Greenfield school faces choice: MCAS or PARCC?
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GREENFIELD — Will Greenfield schools stick to the now-standard MCAS for next year — or take the road less traveled by opting into the new PARCC exam?
The Greenfield Public School Committee has until Oct. 1 to decide whether students will take the Massachusetts Comprehensive Assessment Systems exams or move to the new Partnership for Assessment of Readiness for Colleges and Careers in spring 2015.
The School Committee will hold a public meeting on July 30 at 5:30 p.m. in the GCTV Studio at 393 Main St. to get input from students, parents and teachers on which test to take for next year.
In November 2013, the state Board of Elementary and Secondary Education endorsed a two-year “test drive” of the new PARCC, a national exam designed to test the Common Core Standards, which the state adopted in 2010. PARCC, proponents say, is meant to provide clearer signals for schools, colleges and employers about students’ readiness for the next grade, college and careers.
PARCC is intended to be the next generation of assessment standards and could replace the MCAS. On the other hand, since many schools are now judged on their progress — or lack thereof — compared with past MCAS scores, some argue that changing standards only complicates assessments.
Last school year — the first year of the test drive — more than 81,000 students across the state took a PARCC field test.
For this year, the last year of the tryout, school districts across the state have to choose which test to administer.
So far, 59 percent of school districts across the state have chosen to take the PARCC and 41 percent has stayed with the MCAS, according to the state education department.
In Franklin County, Frontier Regional School District and Union 38 schools will take the MCAS.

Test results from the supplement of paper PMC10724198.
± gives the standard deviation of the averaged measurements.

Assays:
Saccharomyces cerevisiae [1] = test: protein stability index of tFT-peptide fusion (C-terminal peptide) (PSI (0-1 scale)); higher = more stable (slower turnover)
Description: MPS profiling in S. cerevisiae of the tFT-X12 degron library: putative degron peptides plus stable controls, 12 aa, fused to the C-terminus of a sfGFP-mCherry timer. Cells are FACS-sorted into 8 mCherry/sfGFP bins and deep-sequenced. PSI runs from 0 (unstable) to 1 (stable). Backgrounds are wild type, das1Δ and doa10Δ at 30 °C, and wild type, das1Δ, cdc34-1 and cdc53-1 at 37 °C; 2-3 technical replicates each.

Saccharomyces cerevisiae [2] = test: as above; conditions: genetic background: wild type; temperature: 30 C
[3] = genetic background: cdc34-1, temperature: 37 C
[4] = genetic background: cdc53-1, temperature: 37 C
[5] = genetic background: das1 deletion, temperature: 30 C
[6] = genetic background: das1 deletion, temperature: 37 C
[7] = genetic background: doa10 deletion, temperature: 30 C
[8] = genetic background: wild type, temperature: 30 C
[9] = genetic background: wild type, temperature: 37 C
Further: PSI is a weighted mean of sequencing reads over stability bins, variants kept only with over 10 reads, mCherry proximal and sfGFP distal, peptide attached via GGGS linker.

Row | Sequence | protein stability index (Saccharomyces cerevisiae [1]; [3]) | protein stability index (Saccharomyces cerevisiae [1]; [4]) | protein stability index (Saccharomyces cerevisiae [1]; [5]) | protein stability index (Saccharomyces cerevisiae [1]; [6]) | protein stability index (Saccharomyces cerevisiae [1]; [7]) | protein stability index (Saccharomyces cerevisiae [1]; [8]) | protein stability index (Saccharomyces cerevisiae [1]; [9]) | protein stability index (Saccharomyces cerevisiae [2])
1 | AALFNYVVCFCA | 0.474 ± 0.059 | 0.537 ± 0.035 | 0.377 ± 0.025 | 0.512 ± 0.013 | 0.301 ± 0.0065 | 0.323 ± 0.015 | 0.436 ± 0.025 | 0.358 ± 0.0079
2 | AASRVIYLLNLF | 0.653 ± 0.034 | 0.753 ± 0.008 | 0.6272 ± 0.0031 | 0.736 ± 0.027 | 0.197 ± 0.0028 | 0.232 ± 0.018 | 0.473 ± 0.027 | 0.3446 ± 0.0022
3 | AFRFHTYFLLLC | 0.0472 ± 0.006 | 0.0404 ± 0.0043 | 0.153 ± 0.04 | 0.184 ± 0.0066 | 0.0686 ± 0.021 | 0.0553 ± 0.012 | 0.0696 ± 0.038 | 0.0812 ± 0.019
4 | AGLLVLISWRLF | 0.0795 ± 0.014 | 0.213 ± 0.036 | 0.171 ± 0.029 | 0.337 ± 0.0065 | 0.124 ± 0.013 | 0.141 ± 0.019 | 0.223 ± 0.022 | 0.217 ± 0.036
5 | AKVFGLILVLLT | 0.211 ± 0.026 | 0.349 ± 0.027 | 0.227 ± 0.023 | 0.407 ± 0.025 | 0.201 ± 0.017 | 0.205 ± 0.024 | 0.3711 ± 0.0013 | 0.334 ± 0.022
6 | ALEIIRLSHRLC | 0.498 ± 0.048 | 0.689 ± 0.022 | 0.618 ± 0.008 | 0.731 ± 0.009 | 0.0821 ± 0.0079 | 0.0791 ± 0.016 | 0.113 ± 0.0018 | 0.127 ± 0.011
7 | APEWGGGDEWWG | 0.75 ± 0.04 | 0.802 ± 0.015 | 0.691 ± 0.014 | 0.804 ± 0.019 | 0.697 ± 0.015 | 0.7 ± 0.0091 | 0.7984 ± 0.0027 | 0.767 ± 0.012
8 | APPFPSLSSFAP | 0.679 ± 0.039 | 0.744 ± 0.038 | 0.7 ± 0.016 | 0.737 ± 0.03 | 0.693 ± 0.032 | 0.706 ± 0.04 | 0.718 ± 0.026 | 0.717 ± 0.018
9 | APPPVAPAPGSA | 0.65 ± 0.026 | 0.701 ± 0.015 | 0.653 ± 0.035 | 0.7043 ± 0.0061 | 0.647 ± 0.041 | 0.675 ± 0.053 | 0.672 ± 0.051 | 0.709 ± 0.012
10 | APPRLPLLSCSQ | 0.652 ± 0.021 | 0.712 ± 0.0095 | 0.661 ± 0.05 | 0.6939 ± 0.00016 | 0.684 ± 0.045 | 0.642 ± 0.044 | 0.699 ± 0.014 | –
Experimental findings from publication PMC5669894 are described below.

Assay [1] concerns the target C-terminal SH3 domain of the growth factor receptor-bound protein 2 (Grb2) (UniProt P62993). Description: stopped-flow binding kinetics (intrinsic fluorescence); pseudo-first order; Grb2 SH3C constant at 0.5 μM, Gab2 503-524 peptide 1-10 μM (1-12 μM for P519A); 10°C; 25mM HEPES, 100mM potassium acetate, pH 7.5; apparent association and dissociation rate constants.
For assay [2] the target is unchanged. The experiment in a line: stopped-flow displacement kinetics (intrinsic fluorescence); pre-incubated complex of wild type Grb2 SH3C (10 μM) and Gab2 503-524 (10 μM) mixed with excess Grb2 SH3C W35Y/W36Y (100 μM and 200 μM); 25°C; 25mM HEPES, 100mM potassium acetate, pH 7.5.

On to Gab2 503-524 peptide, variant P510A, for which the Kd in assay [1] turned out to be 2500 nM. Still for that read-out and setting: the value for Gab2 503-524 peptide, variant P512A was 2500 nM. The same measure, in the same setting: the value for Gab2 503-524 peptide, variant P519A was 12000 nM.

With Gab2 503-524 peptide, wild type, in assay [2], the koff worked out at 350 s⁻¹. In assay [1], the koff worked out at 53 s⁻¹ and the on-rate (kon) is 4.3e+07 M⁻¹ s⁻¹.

Ralph C. Mahar Regional High School, Pioneer Valley Regional School District and New Salem-Wendell, Leverett, Gill-Montague, Erving, Orange and Shutesbury elementary schools will take the PARCC.
Next year would essentially be a trial year.
Districts that choose to administer PARCC this spring will have their 2015 accountability levels held harmless, meaning that the district’s accountability level can only improve. It can’t decline from its 2014 level and schools won’t be penalized for lower scores on the more rigorous exam.
MCAS is given in Grades 3-8 and 10.
According to Jacqueline Reis, spokeswoman for the state education department, in high school, next spring’s field tests for PARCC will be given in Grades 3 to 8. All districts will continue to administer the three MCAS tests that students through the class of 2019 must pass in order to meet the state’s Competency Determination standard to receive a high school diploma. Additionally, all districts — regardless of their selection for grades 3 to 8 —will have the option to administer PARCC assessments to students in grades 9 and 11 in spring 2015, subject to appropriation. And students in fifth, eighth and high school will take the MCAS science exam because the PARCC tests only math and English.
The school committee is divided on which test to administer.
Newly arrived Superintendent Jordana Harper supports switching to the PARCC this year because schools will be held harmless and will have one extra year to experience the new test.